Tip: A small tube of hydrocortisone cream is great to have in your travel bag in case you’re bitten (it’ll take away the redness and itching). Keep it in your day bag rather than back at the hotel with your toiletries. Alternatively, stick with a name-brand that’s saved you from scratching, every time: Benadryl Anti-Itch Gel. While Thai pharmacies are generally excellent, hydrocortisone cream is incredibly hard to find in Thailand. Locals use Tiger Balm, which is soothing but I find it does little for the redness of a mosquito bite.
What are mosquito bites like in Thailand?
In my experience, Thai mosquito bites don’t itch as much as North American mosquito bites but turn into fairly significant red dots that can last for a week or more. On very rare occasions (just a few times in nearly twenty years of visits), I’ve either had a bad reaction to a bite (or have been bitten by a meaner insect than a mosquito) and developed a large red welt.
Tip: Caught short? Using a random tip from the internet, I applied a paste of water and bicarb/baking soda to the bite and found it was significantly reduced by the time the paste had dried. To do the same, please buy your bicarb/baking soda locally (DON’T bring a bag of random white powder into Thailand!). Any of the above would make a neater and certainly more convenient solution.
Your mosquito questions
Is there malaria/dengue fever in Thailand?
Yes, malaria is known in parts of Thailand, particularly rural northern areas and border regions (see map – dark red indicates malarial regions). Dengue fever occurs across a wider region. Take greater precaution if headed to Thailand’s ‘back and beyond’ as mosquitoes in such parts of Thailand can carry malaria, dengue fever and other diseases you definitely don’t want. For what it’s worth, Incognito insists it offers clinically proven malaria protection (and also repels houseflies). For the best precautions specific to your travel plans, I recommend checking with your country’s health authority for their current (and expert) advice. Here’s World Nomads on the subject:
For some good news, many popular Thai tourist destinations (including Phuket and Koh Samui) are malaria-free. Much is being done to reduce the incidence of dengue fever. I stress that the chances of getting dengue on Koh Samui, or elsewhere in Thailand, remain small. However, always tend with caution, use bug spray religiously and make sure you’ve got good travel insurance before your departure.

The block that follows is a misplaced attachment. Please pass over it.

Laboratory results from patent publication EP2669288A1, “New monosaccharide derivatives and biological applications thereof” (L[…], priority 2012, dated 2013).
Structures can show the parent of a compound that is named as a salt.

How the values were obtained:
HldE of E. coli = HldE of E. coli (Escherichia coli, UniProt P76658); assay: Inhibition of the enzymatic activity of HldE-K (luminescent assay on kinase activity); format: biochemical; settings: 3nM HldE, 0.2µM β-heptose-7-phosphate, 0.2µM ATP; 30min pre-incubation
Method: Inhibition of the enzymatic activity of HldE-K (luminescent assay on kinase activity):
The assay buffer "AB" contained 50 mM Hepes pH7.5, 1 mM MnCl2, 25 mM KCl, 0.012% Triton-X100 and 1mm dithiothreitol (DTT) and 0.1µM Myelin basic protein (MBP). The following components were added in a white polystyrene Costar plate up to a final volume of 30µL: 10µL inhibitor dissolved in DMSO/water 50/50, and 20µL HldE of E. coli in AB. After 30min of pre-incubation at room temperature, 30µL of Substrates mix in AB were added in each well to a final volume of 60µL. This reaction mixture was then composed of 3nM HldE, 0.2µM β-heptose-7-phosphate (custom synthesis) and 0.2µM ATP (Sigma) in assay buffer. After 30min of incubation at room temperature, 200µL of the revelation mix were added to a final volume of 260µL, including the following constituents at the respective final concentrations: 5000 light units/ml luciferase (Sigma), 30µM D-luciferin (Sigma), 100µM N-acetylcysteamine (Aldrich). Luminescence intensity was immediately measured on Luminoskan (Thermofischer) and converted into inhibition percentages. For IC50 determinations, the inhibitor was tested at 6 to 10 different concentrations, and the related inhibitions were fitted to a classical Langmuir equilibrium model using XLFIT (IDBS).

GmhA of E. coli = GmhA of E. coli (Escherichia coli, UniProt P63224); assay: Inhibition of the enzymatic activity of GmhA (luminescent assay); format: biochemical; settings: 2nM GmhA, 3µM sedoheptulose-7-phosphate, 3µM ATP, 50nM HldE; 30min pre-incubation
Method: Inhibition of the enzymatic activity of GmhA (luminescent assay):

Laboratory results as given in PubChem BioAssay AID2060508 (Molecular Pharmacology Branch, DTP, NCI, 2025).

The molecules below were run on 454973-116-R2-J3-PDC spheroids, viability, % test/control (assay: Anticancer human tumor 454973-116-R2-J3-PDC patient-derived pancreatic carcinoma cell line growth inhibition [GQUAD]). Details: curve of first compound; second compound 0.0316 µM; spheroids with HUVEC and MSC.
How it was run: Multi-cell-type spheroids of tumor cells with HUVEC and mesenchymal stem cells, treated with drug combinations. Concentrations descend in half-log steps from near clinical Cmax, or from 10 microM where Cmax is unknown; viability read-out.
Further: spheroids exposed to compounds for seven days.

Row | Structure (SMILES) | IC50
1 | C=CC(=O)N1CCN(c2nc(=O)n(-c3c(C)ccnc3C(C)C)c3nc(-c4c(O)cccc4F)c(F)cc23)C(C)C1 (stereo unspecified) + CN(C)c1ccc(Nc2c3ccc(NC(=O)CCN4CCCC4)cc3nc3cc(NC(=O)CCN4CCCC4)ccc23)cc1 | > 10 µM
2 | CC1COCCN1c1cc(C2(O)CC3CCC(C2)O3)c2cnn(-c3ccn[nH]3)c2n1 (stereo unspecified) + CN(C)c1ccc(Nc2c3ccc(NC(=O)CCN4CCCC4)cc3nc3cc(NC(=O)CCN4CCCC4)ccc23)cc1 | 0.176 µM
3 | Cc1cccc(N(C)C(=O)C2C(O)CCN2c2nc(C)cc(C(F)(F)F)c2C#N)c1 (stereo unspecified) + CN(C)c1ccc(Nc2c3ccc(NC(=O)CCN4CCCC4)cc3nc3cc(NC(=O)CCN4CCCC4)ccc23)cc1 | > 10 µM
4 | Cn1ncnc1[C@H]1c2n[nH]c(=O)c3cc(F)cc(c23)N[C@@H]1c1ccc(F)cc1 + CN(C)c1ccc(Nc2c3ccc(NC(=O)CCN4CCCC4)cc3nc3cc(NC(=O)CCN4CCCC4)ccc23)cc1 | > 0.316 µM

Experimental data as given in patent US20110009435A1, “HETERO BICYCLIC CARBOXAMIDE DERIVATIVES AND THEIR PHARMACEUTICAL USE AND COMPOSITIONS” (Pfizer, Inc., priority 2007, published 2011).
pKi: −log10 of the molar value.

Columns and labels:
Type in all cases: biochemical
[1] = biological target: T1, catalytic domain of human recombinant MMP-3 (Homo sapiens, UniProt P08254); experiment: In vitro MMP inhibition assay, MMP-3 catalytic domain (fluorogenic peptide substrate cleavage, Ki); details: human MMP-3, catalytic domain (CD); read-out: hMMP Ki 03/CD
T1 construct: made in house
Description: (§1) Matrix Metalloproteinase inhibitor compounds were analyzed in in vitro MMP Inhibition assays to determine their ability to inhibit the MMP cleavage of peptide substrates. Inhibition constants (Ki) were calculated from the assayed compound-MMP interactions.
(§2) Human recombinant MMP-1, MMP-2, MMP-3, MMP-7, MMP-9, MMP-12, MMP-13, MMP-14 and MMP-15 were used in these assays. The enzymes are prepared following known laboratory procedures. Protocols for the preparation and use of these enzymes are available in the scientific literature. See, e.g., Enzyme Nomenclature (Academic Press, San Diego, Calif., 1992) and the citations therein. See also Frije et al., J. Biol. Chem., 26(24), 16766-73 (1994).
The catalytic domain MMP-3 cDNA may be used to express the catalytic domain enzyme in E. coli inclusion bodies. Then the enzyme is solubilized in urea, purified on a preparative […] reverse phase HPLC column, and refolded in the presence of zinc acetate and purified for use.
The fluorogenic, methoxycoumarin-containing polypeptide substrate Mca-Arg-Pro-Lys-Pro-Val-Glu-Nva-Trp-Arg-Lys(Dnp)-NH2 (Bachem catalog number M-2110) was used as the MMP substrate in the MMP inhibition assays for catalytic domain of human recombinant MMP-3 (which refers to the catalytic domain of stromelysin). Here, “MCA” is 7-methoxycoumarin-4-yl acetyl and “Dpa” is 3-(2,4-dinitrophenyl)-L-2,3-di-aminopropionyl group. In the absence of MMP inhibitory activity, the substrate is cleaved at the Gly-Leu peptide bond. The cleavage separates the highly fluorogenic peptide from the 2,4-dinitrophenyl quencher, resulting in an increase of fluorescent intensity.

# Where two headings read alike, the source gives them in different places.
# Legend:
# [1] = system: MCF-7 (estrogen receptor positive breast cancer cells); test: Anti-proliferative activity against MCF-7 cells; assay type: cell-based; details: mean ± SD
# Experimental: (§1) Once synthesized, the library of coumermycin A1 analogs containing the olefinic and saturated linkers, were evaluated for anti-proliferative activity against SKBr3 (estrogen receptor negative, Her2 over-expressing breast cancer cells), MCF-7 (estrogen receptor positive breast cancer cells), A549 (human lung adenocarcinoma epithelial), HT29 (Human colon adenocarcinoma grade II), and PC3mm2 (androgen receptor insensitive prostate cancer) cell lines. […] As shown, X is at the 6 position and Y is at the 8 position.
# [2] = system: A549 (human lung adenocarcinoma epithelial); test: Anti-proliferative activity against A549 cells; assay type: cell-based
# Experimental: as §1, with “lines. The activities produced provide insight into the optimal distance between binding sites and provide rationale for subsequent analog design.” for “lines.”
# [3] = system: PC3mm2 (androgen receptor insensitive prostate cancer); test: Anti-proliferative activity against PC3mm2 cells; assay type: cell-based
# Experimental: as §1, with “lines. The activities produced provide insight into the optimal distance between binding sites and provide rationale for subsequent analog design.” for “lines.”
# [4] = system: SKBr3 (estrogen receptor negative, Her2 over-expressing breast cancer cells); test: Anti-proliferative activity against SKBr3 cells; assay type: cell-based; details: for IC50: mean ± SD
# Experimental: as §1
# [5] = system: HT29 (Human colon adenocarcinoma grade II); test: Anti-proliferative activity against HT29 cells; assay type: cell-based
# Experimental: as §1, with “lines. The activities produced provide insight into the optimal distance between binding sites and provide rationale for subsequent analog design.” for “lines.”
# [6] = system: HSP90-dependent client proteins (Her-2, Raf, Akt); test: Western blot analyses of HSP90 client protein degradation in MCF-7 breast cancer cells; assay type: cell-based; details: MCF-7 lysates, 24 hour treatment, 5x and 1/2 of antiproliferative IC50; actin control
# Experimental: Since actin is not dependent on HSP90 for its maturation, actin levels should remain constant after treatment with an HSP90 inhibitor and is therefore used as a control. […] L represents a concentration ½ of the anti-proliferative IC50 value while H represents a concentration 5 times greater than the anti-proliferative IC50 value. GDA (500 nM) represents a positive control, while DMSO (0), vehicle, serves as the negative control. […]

Is there malaria/dengue fever on Koh Samui?
Koh Samui does not have malaria. However, there are reported cases each year of dengue fever, or “dengue-lite” with similar symptoms of headaches, fever and fatigue. While it’s a rare occurrence (your experience is a million-to-one likely to be just a few red or itchy bites), you still wear your seatbelt as a precaution, right?
What are those mosquito coils? Do we need them? Where do we get them?
Restaurants, bars and hotels in Thailand often burn mosquito coils at ground level, especially in the evening. If you’d like to use coils on your hotel balcony, you could ask housekeeping for a few (if they’re not already provided), or buy your own at any 7-Eleven. They’re definitely not ‘natural’ but they do work. To stick with the holier-than-thou zero-toxicity, no animal-cruelty theme, try Incognito’s citronella incense sticks or, in the U.S./Canada, Murphy’s Naturals Mosquito Repellent Incense Cones. Both are easy to pack and they weigh nothing.
Do we need mosquito nets for our beds?
You shouldn’t find mosquito nets necessary – unless you’re staying in an extremely basic bungalow (thatched walls or roofs) or are otherwise open to the elements. If you’re winging your itinerary, will be staying in budget spots and want to know you’re covered for any circumstance, this travel mosquito net packs to about the size of a dinner plate or frisbee. In general, if it’s necessary, it will be provided and in many cases is just there for the dreamy tropical aesthetic.
Is there any special clothing for avoiding mosquitoes in Thailand?
For your day-to-day beach resort holiday, there’s no reason to adjust what you’ll wear in Thailand (though light colours are said to be less appealing to a mosquito selection panel). For a quick list, see:
In my experience, it’s less about what you wear than making sure you’ve sprayed Incognito repellent underneath it all. (Top secret tip? Don’t forget to spray your, um, bottom. Your juicy buns = mosquito Thanksgiving).
Do you need long sleeves or trousers?
For a beach or city holiday, don’t pack them especially as mosquito combat. It’s not necessary and you’ll be truly uncomfortable. The exception: if you’re heading off towards “nature” all exploratory, in which case balance the added mosquito protection against the need to stay cool. If you have light-weight ‘outdoorsy’ gear that will keep your arms and legs covered, by all means! At this point, you’ll want to add socks and closed-toed shoes, as well. Again, don’t miss my advice on what to wear in Thailand as well as the best shoes for Thailand.
Do we need DEET for Thailand? If so, what strength?